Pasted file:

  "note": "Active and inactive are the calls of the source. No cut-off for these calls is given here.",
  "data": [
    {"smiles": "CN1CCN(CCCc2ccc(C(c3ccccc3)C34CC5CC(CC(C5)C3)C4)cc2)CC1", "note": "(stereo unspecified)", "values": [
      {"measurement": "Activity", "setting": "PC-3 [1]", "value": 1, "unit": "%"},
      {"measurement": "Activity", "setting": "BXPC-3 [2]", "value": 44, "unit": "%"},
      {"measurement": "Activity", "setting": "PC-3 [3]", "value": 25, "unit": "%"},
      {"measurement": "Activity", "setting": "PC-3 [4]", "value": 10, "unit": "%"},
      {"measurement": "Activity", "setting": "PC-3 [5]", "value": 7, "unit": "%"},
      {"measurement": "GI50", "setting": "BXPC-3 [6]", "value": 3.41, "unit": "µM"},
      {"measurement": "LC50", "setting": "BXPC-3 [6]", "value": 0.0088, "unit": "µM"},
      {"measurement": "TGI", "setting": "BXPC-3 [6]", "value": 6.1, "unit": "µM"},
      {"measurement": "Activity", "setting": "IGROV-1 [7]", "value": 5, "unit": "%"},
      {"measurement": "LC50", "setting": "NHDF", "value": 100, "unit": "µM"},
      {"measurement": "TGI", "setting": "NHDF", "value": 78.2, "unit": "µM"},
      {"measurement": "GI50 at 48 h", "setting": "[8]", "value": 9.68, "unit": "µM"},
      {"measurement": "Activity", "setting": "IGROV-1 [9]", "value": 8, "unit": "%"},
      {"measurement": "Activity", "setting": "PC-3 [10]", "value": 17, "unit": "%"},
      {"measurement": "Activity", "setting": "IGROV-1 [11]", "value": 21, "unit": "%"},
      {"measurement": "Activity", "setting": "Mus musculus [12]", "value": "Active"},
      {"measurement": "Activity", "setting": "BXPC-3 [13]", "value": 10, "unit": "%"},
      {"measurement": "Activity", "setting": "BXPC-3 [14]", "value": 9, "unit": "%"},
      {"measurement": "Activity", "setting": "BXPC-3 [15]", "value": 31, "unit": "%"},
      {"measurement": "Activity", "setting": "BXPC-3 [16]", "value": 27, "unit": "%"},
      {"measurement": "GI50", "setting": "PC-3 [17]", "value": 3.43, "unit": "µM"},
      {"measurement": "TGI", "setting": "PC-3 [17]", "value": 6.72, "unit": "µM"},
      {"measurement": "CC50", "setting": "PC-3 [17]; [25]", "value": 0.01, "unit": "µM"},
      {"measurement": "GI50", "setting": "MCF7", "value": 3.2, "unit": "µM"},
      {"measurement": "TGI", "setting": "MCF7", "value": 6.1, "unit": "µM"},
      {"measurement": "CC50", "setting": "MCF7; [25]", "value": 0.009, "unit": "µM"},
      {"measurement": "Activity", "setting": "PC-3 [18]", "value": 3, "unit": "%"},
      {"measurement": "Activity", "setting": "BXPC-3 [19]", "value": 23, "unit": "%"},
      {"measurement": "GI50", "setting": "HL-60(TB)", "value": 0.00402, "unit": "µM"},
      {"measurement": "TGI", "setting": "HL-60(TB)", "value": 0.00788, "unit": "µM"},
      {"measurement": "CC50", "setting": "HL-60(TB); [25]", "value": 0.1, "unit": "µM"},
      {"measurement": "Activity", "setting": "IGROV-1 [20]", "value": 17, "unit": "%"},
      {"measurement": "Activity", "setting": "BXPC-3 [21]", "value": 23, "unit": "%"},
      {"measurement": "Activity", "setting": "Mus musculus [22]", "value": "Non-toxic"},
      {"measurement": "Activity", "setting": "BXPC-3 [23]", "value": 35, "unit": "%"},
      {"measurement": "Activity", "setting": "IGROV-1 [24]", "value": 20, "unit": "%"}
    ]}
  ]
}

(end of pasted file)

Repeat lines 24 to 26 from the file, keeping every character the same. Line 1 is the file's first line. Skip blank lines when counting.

      {"measurement": "GI50", "setting": "PC-3 [17]", "value": 3.43, "unit": "µM"},
      {"measurement": "TGI", "setting": "PC-3 [17]", "value": 6.72, "unit": "µM"},
      {"measurement": "CC50", "setting": "PC-3 [17]; [25]", "value": 0.01, "unit": "µM"},